Millstreet in Ireland hosted the second trial a week ago – not quite as useful, because only Ireland, Britain and France took part.
Under the new system, the fourth team-member – sorry, reserve – can be substituted at any time, in return for another heavy penalty. In fact, the Irish pulled in their reserve right away because of a very late withdrawal, for a 100-penalty handicap, plus 20 added to the team cross-country score for the substitute rider – I think. Britain led after cross-country, but received extra penalties for substituting its reserve on the final day.
Aside from the scoring fiasco, the new rules also allow a rider to show jump the next day if they have fallen on cross-country, which goes against a time-honoured welfare rule. So while the rider would be shown as eliminated, they are still in for the purposes of cobbling up a team total: 200 penalties extra for that. Confused? Me too.
One small upside is that at Tokyo 2020, teams needing to take full advantage of the substitution opportunities should handicap themselves right out of the medals. Worryingly, though, there is still a chance of someone mounting the podium without having completed all three phases. I am also curious about rankings points and qualifications. Surely the Olympics cannot count if you cherry pick which bits you do?
The format is still being tweaked. I gather some team managers would prefer to see further live trials, especially at long-format. They’d also like more checks on horse and rider wellbeing throughout. Clearly the pressure will be intense to keep going when your head tells you to save your horse for another day.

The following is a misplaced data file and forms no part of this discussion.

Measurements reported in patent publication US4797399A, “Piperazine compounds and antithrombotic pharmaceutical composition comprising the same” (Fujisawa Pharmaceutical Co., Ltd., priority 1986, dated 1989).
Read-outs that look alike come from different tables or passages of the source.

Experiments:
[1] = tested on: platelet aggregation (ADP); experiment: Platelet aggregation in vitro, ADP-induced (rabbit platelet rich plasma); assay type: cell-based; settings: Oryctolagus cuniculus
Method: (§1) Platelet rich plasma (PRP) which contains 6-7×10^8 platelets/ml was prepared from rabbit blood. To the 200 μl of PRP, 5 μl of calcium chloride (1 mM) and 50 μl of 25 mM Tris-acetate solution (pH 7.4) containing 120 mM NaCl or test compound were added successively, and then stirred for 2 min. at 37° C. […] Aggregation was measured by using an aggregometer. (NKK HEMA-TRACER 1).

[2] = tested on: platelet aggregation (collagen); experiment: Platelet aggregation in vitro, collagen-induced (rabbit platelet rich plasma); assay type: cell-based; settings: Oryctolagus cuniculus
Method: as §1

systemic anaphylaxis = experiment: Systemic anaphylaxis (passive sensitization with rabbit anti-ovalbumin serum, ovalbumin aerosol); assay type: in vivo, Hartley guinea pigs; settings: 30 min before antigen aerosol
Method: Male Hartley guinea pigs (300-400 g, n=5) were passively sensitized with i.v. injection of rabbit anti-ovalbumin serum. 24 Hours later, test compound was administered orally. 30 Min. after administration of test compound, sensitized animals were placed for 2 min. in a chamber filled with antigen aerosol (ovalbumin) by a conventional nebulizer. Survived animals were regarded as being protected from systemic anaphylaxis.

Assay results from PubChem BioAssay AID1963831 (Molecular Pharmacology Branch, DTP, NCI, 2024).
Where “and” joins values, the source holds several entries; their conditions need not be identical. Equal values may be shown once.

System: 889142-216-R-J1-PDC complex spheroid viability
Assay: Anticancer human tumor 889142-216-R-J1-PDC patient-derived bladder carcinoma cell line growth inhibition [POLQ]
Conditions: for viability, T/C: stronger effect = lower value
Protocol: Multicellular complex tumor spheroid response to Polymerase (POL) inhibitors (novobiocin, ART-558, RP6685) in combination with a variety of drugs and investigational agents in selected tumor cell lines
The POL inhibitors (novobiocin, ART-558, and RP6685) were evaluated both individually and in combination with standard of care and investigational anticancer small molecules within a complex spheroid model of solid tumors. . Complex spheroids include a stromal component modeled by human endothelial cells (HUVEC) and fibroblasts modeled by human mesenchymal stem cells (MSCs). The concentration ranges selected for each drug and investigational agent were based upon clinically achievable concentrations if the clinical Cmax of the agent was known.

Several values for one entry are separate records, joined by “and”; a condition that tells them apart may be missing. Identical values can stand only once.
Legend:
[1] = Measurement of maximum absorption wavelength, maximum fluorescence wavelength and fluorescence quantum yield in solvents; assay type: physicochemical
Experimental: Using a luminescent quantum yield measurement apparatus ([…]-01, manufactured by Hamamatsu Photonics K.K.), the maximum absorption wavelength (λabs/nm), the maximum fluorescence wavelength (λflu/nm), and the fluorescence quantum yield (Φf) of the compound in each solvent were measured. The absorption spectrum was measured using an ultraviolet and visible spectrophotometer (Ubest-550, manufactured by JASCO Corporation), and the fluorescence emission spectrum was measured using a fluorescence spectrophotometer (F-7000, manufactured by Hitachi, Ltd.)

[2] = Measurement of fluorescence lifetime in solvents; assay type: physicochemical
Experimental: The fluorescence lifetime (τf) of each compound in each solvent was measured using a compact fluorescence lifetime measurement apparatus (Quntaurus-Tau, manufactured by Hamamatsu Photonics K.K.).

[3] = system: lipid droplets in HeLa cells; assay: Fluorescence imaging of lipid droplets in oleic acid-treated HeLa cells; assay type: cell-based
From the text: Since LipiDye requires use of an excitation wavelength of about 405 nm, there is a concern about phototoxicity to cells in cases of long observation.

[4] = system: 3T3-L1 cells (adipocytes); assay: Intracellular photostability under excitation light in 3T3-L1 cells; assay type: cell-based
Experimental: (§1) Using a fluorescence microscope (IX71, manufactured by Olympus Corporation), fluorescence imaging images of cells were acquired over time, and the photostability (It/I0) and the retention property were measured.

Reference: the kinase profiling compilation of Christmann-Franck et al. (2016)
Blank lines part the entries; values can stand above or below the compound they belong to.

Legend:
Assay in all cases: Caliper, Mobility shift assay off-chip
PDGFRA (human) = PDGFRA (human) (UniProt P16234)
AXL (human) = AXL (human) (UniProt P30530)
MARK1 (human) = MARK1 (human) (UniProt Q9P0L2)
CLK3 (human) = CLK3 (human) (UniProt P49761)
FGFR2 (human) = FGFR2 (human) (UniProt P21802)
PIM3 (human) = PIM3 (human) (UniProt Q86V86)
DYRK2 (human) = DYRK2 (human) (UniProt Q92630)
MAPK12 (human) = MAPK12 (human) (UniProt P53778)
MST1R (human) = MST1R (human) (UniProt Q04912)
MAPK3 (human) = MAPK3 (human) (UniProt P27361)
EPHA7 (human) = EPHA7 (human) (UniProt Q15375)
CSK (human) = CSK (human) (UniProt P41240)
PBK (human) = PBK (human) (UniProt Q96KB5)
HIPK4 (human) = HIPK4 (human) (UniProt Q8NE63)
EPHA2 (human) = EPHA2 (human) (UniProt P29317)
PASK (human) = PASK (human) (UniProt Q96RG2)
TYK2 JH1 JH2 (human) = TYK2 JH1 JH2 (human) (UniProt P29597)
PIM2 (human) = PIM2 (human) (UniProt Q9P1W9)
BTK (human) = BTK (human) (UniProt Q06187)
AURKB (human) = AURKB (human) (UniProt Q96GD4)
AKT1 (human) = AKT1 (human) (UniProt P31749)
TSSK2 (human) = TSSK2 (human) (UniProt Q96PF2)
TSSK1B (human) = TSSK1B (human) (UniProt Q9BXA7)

The eventing Olympic format revision will change the character and point of a discipline that only exists to showcase the all-rounder. It always amazes me how, in the end, all equestrian sport knuckles under, in the face of irrational and unpopular change.
I am certain the folly of no drop-score was highlighted many times by stakeholders before being rubber-stamped by the FEI’s 132 member national federations – most of whom will never field a full team in Olympic-anything. But a lot of FEI hierarchy has never given the impression of being hugely interested in, or informed about, eventing. It would rather go to a five-star jumping show any day of the week and twice on Sundays.
Scorn would be heaped upon modern pentathlon if Eric Lamaze could pitch up and help out with the jumping, or if Michael Phelps offered his services in the swim but sat out the other four phases. That’s an extreme example – but in essence the principle is the same.
I hope this format doesn’t leech through to non-Olympic team championships, though there is a weary inevitability about it. Who’d want to be a selector, too?
Here are the various results for those trying to keep track:
Results on Strzegom Horse Trials website.
Results for Strzegom Horse Trials on FEI website.
Results on Millstreet International Horse Trials website.
Results for Millstreet International horse Trials on FEI website.